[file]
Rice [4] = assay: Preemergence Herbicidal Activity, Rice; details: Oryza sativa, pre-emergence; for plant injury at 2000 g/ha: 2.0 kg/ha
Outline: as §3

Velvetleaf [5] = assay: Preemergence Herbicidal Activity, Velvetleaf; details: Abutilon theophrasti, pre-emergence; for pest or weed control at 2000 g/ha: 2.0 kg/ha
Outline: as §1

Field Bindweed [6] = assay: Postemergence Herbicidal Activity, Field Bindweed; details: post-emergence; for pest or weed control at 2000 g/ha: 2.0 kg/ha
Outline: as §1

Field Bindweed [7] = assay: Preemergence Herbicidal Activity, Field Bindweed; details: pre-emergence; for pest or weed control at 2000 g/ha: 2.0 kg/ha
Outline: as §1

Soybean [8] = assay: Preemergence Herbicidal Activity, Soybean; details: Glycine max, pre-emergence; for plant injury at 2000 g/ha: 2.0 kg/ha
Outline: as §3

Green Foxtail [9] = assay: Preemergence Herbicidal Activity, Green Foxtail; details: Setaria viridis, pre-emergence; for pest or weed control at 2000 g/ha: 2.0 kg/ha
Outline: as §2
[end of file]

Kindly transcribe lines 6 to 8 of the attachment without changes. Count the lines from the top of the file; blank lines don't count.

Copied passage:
Outline: as §1

Field Bindweed [7] = assay: Preemergence Herbicidal Activity, Field Bindweed; details: pre-emergence; for pest or weed control at 2000 g/ha: 2.0 kg/ha
Outline: as §1